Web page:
Lupus Foundation spreads the word 

Oct 23

GARY | Dr. Hemendra Parikh, a local pediatrician, was the guest speaker at a recent medical conference held at The Methodist Hospitals' Northlake Campus attended by more than two dozen pediatricians and other medical and health specialists. The purpose of the conference was to help participants identify lupus symptoms in children, distinguish special problems of lupus in children, and analyze neonates of mothers with lupus.

Through a grant awarded by Kohl's the Lupus Foundation of America, Indiana Chapter, provided to each participant a children's book titled "Scott's Story About a Disease Called Lupus" as well as medical information about childhood lupus and basic information about the illness

Lupus is a potentially fatal autoimmune disease that approximately 1.5 million Americans have. Based on 2006 census, it is estimated that 34,187 of Indiana's residents have lupus, including 2,671 residents in Lake County, 865 residents in Porter County, and 597 residents in La Porte County.

Inflammation is considered the primary feature of lupus. Lupus is a potentially fatal autoimmune disease capable of damaging virtually any part of the body, including the skin, heart, lungs, kidneys, and brain. In its most severe form, lupus can cause disfiguring rashes and scarring, multiple miscarriages, kidney, heart and lung failure, impaired neurological function, strokes, heart attacks and death.

Lupus can be difficult to diagnose because its symptoms are similar to those of many other diseases. There is an urgent need to educate patients and health care providers to achieve earlier and more accurate diagnoses. Improved management of lupus will reduce and prevent its adverse effects, particularly among those communities most severely affected.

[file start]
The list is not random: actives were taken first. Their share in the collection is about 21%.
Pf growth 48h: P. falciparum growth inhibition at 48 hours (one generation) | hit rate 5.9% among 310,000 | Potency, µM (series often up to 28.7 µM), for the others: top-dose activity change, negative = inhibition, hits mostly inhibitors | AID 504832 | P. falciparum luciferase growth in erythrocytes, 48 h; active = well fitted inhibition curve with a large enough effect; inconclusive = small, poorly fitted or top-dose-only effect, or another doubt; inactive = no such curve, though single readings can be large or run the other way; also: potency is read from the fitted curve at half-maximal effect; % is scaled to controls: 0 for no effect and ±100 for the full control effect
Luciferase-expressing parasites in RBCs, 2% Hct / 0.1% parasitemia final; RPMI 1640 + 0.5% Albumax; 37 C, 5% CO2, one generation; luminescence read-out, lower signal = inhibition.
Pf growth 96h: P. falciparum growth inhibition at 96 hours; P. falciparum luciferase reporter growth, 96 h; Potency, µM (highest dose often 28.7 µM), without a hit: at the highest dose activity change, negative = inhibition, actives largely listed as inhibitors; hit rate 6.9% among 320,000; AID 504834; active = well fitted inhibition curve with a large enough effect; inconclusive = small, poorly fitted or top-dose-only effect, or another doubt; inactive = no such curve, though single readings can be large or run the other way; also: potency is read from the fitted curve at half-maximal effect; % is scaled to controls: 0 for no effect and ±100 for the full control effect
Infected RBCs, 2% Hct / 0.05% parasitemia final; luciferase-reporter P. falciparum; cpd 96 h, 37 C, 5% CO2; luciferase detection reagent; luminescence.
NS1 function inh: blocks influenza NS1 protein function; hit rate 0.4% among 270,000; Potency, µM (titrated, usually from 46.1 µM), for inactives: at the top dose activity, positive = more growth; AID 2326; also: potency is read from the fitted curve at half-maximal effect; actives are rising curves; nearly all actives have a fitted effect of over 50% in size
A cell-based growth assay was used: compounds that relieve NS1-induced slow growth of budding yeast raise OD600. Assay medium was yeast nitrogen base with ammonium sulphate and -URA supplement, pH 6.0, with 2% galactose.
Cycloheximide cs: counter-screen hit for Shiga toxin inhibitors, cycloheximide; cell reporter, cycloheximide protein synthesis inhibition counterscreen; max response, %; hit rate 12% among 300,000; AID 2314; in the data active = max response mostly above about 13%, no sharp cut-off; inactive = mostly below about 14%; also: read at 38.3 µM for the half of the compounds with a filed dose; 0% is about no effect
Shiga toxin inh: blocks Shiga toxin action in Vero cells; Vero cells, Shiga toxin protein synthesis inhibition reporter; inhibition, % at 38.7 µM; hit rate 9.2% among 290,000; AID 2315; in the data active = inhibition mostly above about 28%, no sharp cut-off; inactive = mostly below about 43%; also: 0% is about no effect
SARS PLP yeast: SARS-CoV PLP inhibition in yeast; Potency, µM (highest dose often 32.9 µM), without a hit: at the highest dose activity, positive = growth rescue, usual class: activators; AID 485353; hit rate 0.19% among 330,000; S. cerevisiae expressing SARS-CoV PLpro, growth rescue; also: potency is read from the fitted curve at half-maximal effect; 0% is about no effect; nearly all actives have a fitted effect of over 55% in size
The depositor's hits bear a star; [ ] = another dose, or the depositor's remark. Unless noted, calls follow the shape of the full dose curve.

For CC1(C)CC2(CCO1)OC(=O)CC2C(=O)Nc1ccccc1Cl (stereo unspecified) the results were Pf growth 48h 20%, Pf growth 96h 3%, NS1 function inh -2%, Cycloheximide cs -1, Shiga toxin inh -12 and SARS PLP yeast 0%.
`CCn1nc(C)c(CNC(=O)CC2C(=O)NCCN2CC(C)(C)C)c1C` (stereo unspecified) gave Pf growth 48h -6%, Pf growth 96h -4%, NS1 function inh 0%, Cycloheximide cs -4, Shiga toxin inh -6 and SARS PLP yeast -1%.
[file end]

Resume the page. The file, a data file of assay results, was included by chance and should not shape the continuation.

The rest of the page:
Nine out of then people with lupus are women. Eighty percent of new lupus cases are diagnosed among women ages 15 to 44.

The Lupus Foundation of America is the nations leading nonprofit voluntary health organization dedicated to find the causes and cure for lupus. Research, education, and patient services are at the heart of the LFA's programs.

The Indiana Chapter of the LFA serves more than 2,600 individuals and their families affected by lupus who live in 14 counties in the Northwest Indiana region. For more information on the Indiana Chapter support groups, lupus, or the LFA, visit or call (800) 948-8806.


The Lupus Foundation of America, Indiana Chapter, a support organization for people with lupus, has added a new local group meeting in Hobart on the fourth Monday of the month. Meetings are free and open to anyone interested in learning more about lupus, as well as, anyone living with a chronic condition. The next meeting will take place at 6:30 p.m. Monday in Conference Room 3-A (West tower first floor), St. Mary Medical Center, 1500 S. Lake Park Ave., Hobart. The topic will be "Banish Your Holiday Stress," presented by Sharon Orenick, MSW, LCSW.

The LFA, Indiana Chapter has formed this group for those living with lupus, as well as, their family members and caregivers. The group allows its members an opportunity for a healthy exchange of feelings, opinions and thoughts while coping with this very complicated illness. Meeting programs vary from guest speakers to video presentations and open group discussions.

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